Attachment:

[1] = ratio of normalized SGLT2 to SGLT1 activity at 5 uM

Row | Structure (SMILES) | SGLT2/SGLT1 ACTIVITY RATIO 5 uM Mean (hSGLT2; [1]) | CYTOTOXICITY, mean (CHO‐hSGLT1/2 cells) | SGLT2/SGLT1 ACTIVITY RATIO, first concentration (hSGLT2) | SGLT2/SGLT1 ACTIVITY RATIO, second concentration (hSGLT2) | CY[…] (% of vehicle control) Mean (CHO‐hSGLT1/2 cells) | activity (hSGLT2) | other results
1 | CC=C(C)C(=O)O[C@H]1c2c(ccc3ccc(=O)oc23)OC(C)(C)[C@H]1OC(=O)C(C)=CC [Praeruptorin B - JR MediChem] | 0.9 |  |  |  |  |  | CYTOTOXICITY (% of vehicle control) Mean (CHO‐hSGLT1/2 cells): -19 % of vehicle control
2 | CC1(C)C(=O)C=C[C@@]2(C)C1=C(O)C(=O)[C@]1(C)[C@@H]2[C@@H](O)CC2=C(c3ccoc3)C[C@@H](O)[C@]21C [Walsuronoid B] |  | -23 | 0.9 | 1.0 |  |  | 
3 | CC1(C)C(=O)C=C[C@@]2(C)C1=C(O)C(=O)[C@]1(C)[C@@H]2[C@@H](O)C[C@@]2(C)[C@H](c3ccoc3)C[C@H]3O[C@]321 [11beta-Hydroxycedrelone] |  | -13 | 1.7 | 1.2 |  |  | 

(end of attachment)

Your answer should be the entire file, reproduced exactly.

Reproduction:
[1] = ratio of normalized SGLT2 to SGLT1 activity at 5 uM

Row | Structure (SMILES) | SGLT2/SGLT1 ACTIVITY RATIO 5 uM Mean (hSGLT2; [1]) | CYTOTOXICITY, mean (CHO‐hSGLT1/2 cells) | SGLT2/SGLT1 ACTIVITY RATIO, first concentration (hSGLT2) | SGLT2/SGLT1 ACTIVITY RATIO, second concentration (hSGLT2) | CY[…] (% of vehicle control) Mean (CHO‐hSGLT1/2 cells) | activity (hSGLT2) | other results
1 | CC=C(C)C(=O)O[C@H]1c2c(ccc3ccc(=O)oc23)OC(C)(C)[C@H]1OC(=O)C(C)=CC [Praeruptorin B - JR MediChem] | 0.9 |  |  |  |  |  | CYTOTOXICITY (% of vehicle control) Mean (CHO‐hSGLT1/2 cells): -19 % of vehicle control
2 | CC1(C)C(=O)C=C[C@@]2(C)C1=C(O)C(=O)[C@]1(C)[C@@H]2[C@@H](O)CC2=C(c3ccoc3)C[C@@H](O)[C@]21C [Walsuronoid B] |  | -23 | 0.9 | 1.0 |  |  | 
3 | CC1(C)C(=O)C=C[C@@]2(C)C1=C(O)C(=O)[C@]1(C)[C@@H]2[C@@H](O)C[C@@]2(C)[C@H](c3ccoc3)C[C@H]3O[C@]321 [11beta-Hydroxycedrelone] |  | -13 | 1.7 | 1.2 |  |  | 